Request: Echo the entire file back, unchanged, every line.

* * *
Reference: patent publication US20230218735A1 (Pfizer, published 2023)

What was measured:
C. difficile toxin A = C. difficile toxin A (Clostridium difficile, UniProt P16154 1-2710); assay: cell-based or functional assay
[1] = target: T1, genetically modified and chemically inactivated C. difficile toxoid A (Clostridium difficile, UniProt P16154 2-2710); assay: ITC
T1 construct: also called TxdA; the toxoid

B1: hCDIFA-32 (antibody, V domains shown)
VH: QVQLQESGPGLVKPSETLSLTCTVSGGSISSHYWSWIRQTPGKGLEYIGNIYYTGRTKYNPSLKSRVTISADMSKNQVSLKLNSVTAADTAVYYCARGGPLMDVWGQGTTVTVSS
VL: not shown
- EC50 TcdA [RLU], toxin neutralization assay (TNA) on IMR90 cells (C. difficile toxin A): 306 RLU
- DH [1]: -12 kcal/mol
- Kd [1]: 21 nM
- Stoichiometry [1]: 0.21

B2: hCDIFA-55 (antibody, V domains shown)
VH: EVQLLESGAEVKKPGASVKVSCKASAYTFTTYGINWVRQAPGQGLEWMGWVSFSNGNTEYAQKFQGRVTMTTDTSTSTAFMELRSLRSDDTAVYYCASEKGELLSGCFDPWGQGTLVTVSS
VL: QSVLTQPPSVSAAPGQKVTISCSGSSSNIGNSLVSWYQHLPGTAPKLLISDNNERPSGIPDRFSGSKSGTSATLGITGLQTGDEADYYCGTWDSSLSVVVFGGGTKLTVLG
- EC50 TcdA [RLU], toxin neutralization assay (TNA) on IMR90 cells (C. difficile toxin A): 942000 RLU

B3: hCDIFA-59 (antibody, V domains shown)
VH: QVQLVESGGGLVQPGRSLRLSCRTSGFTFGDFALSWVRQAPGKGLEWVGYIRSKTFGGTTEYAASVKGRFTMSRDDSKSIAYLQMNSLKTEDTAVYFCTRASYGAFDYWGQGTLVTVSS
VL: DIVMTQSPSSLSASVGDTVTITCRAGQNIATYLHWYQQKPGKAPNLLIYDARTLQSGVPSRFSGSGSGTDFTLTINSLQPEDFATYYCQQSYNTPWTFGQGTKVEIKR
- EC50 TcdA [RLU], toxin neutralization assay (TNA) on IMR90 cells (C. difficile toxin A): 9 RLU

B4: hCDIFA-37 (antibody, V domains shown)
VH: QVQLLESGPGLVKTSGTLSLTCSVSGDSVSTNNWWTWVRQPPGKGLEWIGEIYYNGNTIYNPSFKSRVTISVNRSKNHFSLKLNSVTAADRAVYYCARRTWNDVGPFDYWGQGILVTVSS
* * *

Reference: patent publication US20230218735A1 (Pfizer, published 2023)

What was measured:
C. difficile toxin A = C. difficile toxin A (Clostridium difficile, UniProt P16154 1-2710); assay: cell-based or functional assay
[1] = target: T1, genetically modified and chemically inactivated C. difficile toxoid A (Clostridium difficile, UniProt P16154 2-2710); assay: ITC
T1 construct: also called TxdA; the toxoid

B1: hCDIFA-32 (antibody, V domains shown)
VH: QVQLQESGPGLVKPSETLSLTCTVSGGSISSHYWSWIRQTPGKGLEYIGNIYYTGRTKYNPSLKSRVTISADMSKNQVSLKLNSVTAADTAVYYCARGGPLMDVWGQGTTVTVSS
VL: not shown
- EC50 TcdA [RLU], toxin neutralization assay (TNA) on IMR90 cells (C. difficile toxin A): 306 RLU
- DH [1]: -12 kcal/mol
- Kd [1]: 21 nM
- Stoichiometry [1]: 0.21

B2: hCDIFA-55 (antibody, V domains shown)
VH: EVQLLESGAEVKKPGASVKVSCKASAYTFTTYGINWVRQAPGQGLEWMGWVSFSNGNTEYAQKFQGRVTMTTDTSTSTAFMELRSLRSDDTAVYYCASEKGELLSGCFDPWGQGTLVTVSS
VL: QSVLTQPPSVSAAPGQKVTISCSGSSSNIGNSLVSWYQHLPGTAPKLLISDNNERPSGIPDRFSGSKSGTSATLGITGLQTGDEADYYCGTWDSSLSVVVFGGGTKLTVLG
- EC50 TcdA [RLU], toxin neutralization assay (TNA) on IMR90 cells (C. difficile toxin A): 942000 RLU

B3: hCDIFA-59 (antibody, V domains shown)
VH: QVQLVESGGGLVQPGRSLRLSCRTSGFTFGDFALSWVRQAPGKGLEWVGYIRSKTFGGTTEYAASVKGRFTMSRDDSKSIAYLQMNSLKTEDTAVYFCTRASYGAFDYWGQGTLVTVSS
VL: DIVMTQSPSSLSASVGDTVTITCRAGQNIATYLHWYQQKPGKAPNLLIYDARTLQSGVPSRFSGSGSGTDFTLTINSLQPEDFATYYCQQSYNTPWTFGQGTKVEIKR
- EC50 TcdA [RLU], toxin neutralization assay (TNA) on IMR90 cells (C. difficile toxin A): 9 RLU

B4: hCDIFA-37 (antibody, V domains shown)
VH: QVQLLESGPGLVKTSGTLSLTCSVSGDSVSTNNWWTWVRQPPGKGLEWIGEIYYNGNTIYNPSFKSRVTISVNRSKNHFSLKLNSVTAADRAVYYCARRTWNDVGPFDYWGQGILVTVSS